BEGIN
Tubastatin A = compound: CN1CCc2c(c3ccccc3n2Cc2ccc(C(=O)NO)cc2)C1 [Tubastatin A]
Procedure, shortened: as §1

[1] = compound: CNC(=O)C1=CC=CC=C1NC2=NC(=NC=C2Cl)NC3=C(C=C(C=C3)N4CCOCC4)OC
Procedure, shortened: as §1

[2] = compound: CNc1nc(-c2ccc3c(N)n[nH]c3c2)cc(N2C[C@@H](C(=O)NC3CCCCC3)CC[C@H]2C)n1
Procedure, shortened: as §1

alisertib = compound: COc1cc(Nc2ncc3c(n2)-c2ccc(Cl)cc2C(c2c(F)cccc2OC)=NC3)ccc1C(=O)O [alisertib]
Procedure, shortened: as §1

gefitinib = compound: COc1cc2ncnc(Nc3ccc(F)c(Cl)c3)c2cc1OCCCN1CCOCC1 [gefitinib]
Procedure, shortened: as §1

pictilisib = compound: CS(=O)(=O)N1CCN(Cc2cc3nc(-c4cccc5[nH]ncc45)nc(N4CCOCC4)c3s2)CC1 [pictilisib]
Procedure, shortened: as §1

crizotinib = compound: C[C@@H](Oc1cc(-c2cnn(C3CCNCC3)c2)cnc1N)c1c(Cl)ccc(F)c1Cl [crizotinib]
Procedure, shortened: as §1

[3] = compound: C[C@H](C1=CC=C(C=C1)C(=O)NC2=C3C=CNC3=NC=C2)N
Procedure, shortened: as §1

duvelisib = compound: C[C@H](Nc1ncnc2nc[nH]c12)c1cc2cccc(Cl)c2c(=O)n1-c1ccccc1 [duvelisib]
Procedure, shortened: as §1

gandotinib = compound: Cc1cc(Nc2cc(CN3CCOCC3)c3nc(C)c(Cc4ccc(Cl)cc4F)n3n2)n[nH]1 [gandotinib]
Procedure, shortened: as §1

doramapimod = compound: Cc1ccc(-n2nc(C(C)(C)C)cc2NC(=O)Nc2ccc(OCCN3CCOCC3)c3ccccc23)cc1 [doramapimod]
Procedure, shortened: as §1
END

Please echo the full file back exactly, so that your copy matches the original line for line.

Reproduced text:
Tubastatin A = compound: CN1CCc2c(c3ccccc3n2Cc2ccc(C(=O)NO)cc2)C1 [Tubastatin A]
Procedure, shortened: as §1

[1] = compound: CNC(=O)C1=CC=CC=C1NC2=NC(=NC=C2Cl)NC3=C(C=C(C=C3)N4CCOCC4)OC
Procedure, shortened: as §1

[2] = compound: CNc1nc(-c2ccc3c(N)n[nH]c3c2)cc(N2C[C@@H](C(=O)NC3CCCCC3)CC[C@H]2C)n1
Procedure, shortened: as §1

alisertib = compound: COc1cc(Nc2ncc3c(n2)-c2ccc(Cl)cc2C(c2c(F)cccc2OC)=NC3)ccc1C(=O)O [alisertib]
Procedure, shortened: as §1

gefitinib = compound: COc1cc2ncnc(Nc3ccc(F)c(Cl)c3)c2cc1OCCCN1CCOCC1 [gefitinib]
Procedure, shortened: as §1

pictilisib = compound: CS(=O)(=O)N1CCN(Cc2cc3nc(-c4cccc5[nH]ncc45)nc(N4CCOCC4)c3s2)CC1 [pictilisib]
Procedure, shortened: as §1

crizotinib = compound: C[C@@H](Oc1cc(-c2cnn(C3CCNCC3)c2)cnc1N)c1c(Cl)ccc(F)c1Cl [crizotinib]
Procedure, shortened: as §1

[3] = compound: C[C@H](C1=CC=C(C=C1)C(=O)NC2=C3C=CNC3=NC=C2)N
Procedure, shortened: as §1

duvelisib = compound: C[C@H](Nc1ncnc2nc[nH]c12)c1cc2cccc(Cl)c2c(=O)n1-c1ccccc1 [duvelisib]
Procedure, shortened: as §1

gandotinib = compound: Cc1cc(Nc2cc(CN3CCOCC3)c3nc(C)c(Cc4ccc(Cl)cc4F)n3n2)n[nH]1 [gandotinib]
Procedure, shortened: as §1

doramapimod = compound: Cc1ccc(-n2nc(C(C)(C)C)cc2NC(=O)Nc2ccc(OCCN3CCOCC3)c3ccccc23)cc1 [doramapimod]
Procedure, shortened: as §1